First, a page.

Thursday, August 9, 2012

Plains Pops: Dark Knight Rises Edition

First, many have opined that the film is a commentary on Occupy Wall Street. Given that the film was on location in Pittsburgh on July 30, 2011 and the first Occupy demonstration occurred on September 17, 2011, that connection seems tenuous at best. I suppose it's possible that Christopher Nolan, the film's director has prophetic powers, but it seems more likely that those who find a critique of the Occupy movement are doing a bit of projecting.

It seems more likely that Nolan is asserting that Thomas Hobbes was right:
Hereby it is manifest that during the time men live without a common power to keep them all in awe, they are in that condition which is called war; and such a war as is of every man against every man. . . .
In such condition there is no place for industry, because the fruit thereof is uncertain: and consequently no culture of the earth; no navigation, nor use of the commodities that may be imported by sea; no commodious building; no instruments of moving and removing such things as require much force; no knowledge of the face of the earth; no account of time; no arts; no letters; no society; and which is worst of all, continual fear, and danger of violent death; and the life of man, solitary, poor, nasty, brutish, and short.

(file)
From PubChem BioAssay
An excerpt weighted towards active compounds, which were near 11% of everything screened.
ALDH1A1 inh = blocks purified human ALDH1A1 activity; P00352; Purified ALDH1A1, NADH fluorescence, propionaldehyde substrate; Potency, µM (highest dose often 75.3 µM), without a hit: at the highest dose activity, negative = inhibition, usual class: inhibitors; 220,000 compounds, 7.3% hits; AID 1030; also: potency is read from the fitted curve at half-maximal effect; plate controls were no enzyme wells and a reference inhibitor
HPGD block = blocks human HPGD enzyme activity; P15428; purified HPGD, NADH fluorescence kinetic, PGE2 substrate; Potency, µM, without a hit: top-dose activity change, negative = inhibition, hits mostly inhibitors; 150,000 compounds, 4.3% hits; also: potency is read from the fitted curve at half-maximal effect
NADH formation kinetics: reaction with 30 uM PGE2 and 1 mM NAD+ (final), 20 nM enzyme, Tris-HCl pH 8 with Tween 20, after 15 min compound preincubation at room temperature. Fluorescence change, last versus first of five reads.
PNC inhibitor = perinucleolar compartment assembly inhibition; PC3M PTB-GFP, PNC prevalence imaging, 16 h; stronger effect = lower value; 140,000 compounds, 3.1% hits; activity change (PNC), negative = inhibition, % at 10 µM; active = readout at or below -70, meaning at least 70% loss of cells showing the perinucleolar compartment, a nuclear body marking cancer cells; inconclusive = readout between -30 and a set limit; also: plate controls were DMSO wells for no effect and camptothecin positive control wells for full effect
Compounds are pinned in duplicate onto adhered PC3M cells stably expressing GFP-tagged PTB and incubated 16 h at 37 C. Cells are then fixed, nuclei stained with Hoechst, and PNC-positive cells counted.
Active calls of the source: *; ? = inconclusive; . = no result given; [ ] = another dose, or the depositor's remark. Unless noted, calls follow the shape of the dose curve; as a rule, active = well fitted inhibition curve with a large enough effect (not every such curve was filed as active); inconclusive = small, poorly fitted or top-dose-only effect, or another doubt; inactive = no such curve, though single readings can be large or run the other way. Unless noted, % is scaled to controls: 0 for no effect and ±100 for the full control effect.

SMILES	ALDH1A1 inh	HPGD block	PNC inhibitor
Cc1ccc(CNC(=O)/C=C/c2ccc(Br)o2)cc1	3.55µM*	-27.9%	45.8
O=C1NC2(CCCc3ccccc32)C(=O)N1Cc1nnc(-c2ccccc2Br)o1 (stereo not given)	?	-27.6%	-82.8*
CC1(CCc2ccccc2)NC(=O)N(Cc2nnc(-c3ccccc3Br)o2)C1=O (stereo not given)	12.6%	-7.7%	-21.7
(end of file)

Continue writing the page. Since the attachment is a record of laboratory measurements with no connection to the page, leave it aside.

Second, the film can succinctly described as the French Revolution meets Star Wars meets Eisenhower's warning about the military industrial complex.

Third, the film misses no opportunity to demonstrate the "appearances deceive" motif. Harvey Dent/Two-Face's Ghost hangs over Gotham. The most interesting example is the film's ironic twist of the "faith of the child" allusion. Bruce Wayne must become childlike to escape the prison, but Miranda Tate, the child who originally made the climb, literally stabs him in the back. She's also the daughter of Ra's al Ghul, one of Batman's most dangerous foes.

Finally, I have a nagging suspicion that this Batman trilogy owes much of its worldview to Norse mythology.

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